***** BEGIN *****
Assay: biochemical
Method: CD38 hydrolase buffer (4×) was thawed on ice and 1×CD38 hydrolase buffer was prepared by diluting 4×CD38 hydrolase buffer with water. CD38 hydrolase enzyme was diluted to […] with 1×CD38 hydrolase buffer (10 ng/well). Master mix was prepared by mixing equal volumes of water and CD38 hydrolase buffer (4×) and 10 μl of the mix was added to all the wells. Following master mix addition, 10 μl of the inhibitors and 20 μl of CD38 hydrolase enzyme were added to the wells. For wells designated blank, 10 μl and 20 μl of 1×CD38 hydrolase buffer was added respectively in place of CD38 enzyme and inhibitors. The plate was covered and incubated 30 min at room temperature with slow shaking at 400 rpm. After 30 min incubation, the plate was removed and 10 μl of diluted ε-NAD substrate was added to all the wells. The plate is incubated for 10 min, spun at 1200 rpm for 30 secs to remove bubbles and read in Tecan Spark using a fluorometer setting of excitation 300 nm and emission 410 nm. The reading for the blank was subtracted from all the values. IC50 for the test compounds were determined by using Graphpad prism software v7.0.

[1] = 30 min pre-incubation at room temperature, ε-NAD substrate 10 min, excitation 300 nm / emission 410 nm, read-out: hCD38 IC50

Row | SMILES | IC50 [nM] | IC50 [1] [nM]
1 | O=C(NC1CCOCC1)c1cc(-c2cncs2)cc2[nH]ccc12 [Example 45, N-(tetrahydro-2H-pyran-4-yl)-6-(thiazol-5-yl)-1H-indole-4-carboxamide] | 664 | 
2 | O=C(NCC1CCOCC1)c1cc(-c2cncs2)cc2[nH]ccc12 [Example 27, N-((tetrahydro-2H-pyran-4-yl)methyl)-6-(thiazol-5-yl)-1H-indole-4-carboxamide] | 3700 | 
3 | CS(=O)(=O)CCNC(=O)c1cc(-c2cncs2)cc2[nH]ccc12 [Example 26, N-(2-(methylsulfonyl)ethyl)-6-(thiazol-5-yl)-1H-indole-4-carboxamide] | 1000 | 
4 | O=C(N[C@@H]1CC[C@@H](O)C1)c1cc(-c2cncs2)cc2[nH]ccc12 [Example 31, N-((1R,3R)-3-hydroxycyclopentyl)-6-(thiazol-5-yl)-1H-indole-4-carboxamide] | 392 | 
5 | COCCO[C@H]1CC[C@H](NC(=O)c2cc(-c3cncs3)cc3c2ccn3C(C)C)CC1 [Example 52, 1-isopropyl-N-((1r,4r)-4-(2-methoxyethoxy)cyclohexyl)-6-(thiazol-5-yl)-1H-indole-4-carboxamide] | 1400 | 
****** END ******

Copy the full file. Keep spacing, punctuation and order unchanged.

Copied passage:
Assay: biochemical
Method: CD38 hydrolase buffer (4×) was thawed on ice and 1×CD38 hydrolase buffer was prepared by diluting 4×CD38 hydrolase buffer with water. CD38 hydrolase enzyme was diluted to […] with 1×CD38 hydrolase buffer (10 ng/well). Master mix was prepared by mixing equal volumes of water and CD38 hydrolase buffer (4×) and 10 μl of the mix was added to all the wells. Following master mix addition, 10 μl of the inhibitors and 20 μl of CD38 hydrolase enzyme were added to the wells. For wells designated blank, 10 μl and 20 μl of 1×CD38 hydrolase buffer was added respectively in place of CD38 enzyme and inhibitors. The plate was covered and incubated 30 min at room temperature with slow shaking at 400 rpm. After 30 min incubation, the plate was removed and 10 μl of diluted ε-NAD substrate was added to all the wells. The plate is incubated for 10 min, spun at 1200 rpm for 30 secs to remove bubbles and read in Tecan Spark using a fluorometer setting of excitation 300 nm and emission 410 nm. The reading for the blank was subtracted from all the values. IC50 for the test compounds were determined by using Graphpad prism software v7.0.

[1] = 30 min pre-incubation at room temperature, ε-NAD substrate 10 min, excitation 300 nm / emission 410 nm, read-out: hCD38 IC50

Row | SMILES | IC50 [nM] | IC50 [1] [nM]
1 | O=C(NC1CCOCC1)c1cc(-c2cncs2)cc2[nH]ccc12 [Example 45, N-(tetrahydro-2H-pyran-4-yl)-6-(thiazol-5-yl)-1H-indole-4-carboxamide] | 664 | 
2 | O=C(NCC1CCOCC1)c1cc(-c2cncs2)cc2[nH]ccc12 [Example 27, N-((tetrahydro-2H-pyran-4-yl)methyl)-6-(thiazol-5-yl)-1H-indole-4-carboxamide] | 3700 | 
3 | CS(=O)(=O)CCNC(=O)c1cc(-c2cncs2)cc2[nH]ccc12 [Example 26, N-(2-(methylsulfonyl)ethyl)-6-(thiazol-5-yl)-1H-indole-4-carboxamide] | 1000 | 
4 | O=C(N[C@@H]1CC[C@@H](O)C1)c1cc(-c2cncs2)cc2[nH]ccc12 [Example 31, N-((1R,3R)-3-hydroxycyclopentyl)-6-(thiazol-5-yl)-1H-indole-4-carboxamide] | 392 | 
5 | COCCO[C@H]1CC[C@H](NC(=O)c2cc(-c3cncs3)cc3c2ccn3C(C)C)CC1 [Example 52, 1-isopropyl-N-((1r,4r)-4-(2-methoxyethoxy)cyclohexyl)-6-(thiazol-5-yl)-1H-indole-4-carboxamide] | 1400 | 